This has been a very helpful article and feedback. My question is I have bought the Specialized Vado SL 5.0 and love it for just going out in the roads around my house. So much I want to buy another one for my partner. The model is sold out everywhere and I saw a Boardman HYB today which is available to purchase. Would I notice much difference in the 2 bikes as I don’t want to settle for a bike of less performance. The Specialized seems to have more “torque” which would be something maybe worth waiting for? What would you do?
    Many thanks
    Hugh

    Reply
    • July 20, 2020 at 7:16 pm
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      Hi Hugh,

      As much as I like the Boardman HYB, If it was me I would wait until the Specialized is back in stock. Although the Fazua motor is excellent, I personally felt the Vado SL motor had the edge in terms of performance and efficiency. The Vado SL also has a higher energy capacity battery. The other feature I really liked with the Specialized was the Future Shock which I found really took the sting out of small potholes.

      I hope this helps.

      All the best,
      Tony

      Reply
  • June 27, 2020 at 4:59 pm
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    Just to say thank you, Tony, for such a balanced and well written set of reviews.

    John

    Reply
    • June 28, 2020 at 8:56 am
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      Hi John,

      Thank you for your feedback, glad you’ve found my articles useful.

      Cheers,
      Tony

      Reply
  • June 24, 2020 at 11:00 am
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    Hello Tony,

    Your article is very interesting and easy to read, thank you!
    I am short (145cm) and I’m looking for a ebike for short rides, mainly to work and shopping. I’m from Portugal and I’m struggling a bit because of the size issue here.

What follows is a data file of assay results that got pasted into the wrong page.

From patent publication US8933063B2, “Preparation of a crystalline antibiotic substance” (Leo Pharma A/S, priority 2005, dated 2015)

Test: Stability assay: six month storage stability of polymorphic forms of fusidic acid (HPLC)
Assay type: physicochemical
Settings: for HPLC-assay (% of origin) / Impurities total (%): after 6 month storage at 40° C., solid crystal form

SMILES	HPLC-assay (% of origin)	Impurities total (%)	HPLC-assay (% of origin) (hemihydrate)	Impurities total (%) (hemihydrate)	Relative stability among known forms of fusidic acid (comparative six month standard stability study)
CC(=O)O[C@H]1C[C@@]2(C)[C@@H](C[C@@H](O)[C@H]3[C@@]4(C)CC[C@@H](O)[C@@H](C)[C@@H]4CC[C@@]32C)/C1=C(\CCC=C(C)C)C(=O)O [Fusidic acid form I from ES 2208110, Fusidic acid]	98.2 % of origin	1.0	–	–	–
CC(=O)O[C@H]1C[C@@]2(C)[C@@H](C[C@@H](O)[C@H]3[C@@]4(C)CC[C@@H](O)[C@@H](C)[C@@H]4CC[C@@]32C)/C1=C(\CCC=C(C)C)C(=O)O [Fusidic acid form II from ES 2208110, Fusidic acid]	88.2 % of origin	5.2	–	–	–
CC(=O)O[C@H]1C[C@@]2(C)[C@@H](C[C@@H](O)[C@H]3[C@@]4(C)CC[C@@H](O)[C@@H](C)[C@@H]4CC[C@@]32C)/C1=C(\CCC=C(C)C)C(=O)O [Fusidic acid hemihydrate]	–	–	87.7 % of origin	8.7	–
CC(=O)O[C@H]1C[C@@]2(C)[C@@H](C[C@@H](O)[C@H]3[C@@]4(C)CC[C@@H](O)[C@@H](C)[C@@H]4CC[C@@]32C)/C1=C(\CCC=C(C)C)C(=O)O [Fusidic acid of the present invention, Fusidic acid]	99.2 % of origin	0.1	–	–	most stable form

What would you recommend?
    Many thanks,

    Reply
    • June 24, 2020 at 8:34 pm
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      Hi Clara,

      There are a couple of e-bikes that may be suitable. The Cube compact hybrid. Can be adaptable to riders of all sizes. My daughter who is 152cm could ride it comfortably.

      Another option would be to look at different compact folding e-bikes, most of these will suit different riders. The NCM Paris has also been ridden by my daughter and even though the manufacturer specifies 160cm minimum, she had no problems riding it.

      There is also a range of e-bikes now available to suit younger adults, these generally have smaller wheels and frames. Here is an example of one on Amazon.es it has a very small 34cm frame with 24″ wheels.

      I hope this information helps, if you have any further questions, please let me know.

      All the best,
      Tony

      Reply
  • June 5, 2020 at 10:58 am
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    Hi, Great article, looking to buy one of these and had the Specialized, Cannondale and Boardman on my wish list so good to hear your views on them.